Video news releases, for decades a staple of the PR repertory, are used less and more carefully by newsrooms in the wake of Federal Communications Commission fines and a damaging report in 2006 by a PR watchdog, the FCC said in a lengthy report on the state of the media June 9.

Brian Schwartz, former director of client solutions for Synaptic Digital, told the FCC in an interview last fall that his company, the former Medialink, does not use the term “video news release” much any more but that the content is still used because it is free and TV news resources are limited. Schwartz left Synaptic in November.

Doug Simon, president of New York-based D S Simon Productions, told the FCC that VNRs have become irrelevant in the wake of third-party video and the “near-death experience” of TV News. “VNRs aren’t a relevant communications tool anymore,” he told the FCC via email. “I don’t have anything else to add.”

Simon’s firm produced a VNR spot that the FCC said was misused by a Minneapolis Fox affiliate in 2006 and led to a fine earlier this year.

Former Hearst VP Fred Young told the FCC that that proper use of VNRs with identification is acceptable for news rooms. “Today if you clearly identify where [the VNR] came from, I have no problem with it,” he told the FCC. “It is the people who are taking it and passing it off as news that bothers me.”

Kevin Benz, news director for News 8 Austin, said the station uses VNRs from the state that are related to outdoor activities, but they are fully vetted and the source is identified on air and online. “If there is something that we feel is overly promotional, or only promotional, we don’t air it,” he said.

Others are more wary.

Steve Schwaid, director of news and digital content for an Atlanta CBS affiliate, said the station does not use VNRs unless there is a drug recall and it’s the only video available. “But we do not take VNR handouts, period,” he said.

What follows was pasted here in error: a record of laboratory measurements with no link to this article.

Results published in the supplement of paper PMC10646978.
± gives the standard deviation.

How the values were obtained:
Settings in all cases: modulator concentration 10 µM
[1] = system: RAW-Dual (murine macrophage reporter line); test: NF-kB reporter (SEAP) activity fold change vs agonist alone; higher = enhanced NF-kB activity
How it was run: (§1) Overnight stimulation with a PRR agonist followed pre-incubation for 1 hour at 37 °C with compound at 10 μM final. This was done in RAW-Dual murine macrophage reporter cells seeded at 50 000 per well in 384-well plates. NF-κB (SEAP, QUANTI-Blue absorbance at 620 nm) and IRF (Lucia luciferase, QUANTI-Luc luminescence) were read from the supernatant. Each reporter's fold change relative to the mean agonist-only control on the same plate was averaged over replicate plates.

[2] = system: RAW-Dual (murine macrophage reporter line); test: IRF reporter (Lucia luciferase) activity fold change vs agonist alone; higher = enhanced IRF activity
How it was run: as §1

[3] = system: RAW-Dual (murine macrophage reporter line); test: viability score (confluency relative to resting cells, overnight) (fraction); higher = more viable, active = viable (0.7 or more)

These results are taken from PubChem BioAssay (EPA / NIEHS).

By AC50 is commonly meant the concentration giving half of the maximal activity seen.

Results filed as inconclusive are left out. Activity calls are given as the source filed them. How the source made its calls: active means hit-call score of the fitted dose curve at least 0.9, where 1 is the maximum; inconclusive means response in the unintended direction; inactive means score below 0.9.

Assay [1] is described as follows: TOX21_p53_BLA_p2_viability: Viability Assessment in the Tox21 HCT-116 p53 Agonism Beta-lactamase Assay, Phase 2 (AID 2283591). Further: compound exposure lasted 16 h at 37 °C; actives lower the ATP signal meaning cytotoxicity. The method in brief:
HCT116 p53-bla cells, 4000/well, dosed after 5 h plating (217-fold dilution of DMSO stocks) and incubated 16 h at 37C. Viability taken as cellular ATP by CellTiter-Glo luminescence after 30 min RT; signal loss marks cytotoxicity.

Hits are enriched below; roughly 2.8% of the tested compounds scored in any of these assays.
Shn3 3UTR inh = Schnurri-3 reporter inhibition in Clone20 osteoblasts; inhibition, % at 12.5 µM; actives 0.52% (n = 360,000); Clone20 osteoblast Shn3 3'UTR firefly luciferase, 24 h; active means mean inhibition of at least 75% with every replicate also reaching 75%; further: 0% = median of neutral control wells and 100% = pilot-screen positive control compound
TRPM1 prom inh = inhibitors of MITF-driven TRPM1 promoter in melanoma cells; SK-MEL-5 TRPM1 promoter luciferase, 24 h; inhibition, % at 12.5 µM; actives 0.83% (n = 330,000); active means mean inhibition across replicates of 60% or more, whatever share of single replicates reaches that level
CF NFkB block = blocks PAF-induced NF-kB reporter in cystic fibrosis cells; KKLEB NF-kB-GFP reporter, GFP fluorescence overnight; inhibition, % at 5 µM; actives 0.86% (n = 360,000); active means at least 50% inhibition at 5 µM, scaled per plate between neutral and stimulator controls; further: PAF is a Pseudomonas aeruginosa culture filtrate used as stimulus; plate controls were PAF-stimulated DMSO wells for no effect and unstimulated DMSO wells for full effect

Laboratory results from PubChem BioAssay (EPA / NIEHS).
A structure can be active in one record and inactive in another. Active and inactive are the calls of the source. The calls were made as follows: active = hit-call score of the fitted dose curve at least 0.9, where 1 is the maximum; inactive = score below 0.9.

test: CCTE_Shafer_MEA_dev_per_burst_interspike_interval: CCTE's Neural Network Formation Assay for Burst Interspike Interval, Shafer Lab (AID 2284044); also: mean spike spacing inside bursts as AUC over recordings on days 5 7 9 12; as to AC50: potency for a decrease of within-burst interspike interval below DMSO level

Hearst’s current guidelines call for identifying VNR video used, but its stations do not use VNRs “as a whole,” according to the FCC report. A news director for FOX 13 Salt Lake City said the station burns “courtesy of” into the videotape before its even reviewed to prevent VNR footage from being used as B-roll for another story without attribution.

The FCC notes that some argue that enforcement actions against VNRs violate First Amendment rights. FOX has a case pending in defense of its VNR usage arguing that it did not violate sponsorship ID rules because it was not paid to air the VNR content. The News Corp. property also says the FCC encroached on its “discretion in making editorial choices.”

The FCC also detailed examples of “pay-for-play” arrangements between advertisers and local TV news stations, adding that stations that disclose VNR sources often fail to do so in reports posted to their websites. The commission even suggested the creation of a “unified online public file” which would serve as a searchable record for which stations use sponsorship arrangements.

Another notable PR reference in the FCC report is the statistic that 12.4 percent of 251 TV news directors said they are already doing or considering doing product placements within newscasts.

[Download the FCC report (5MB)]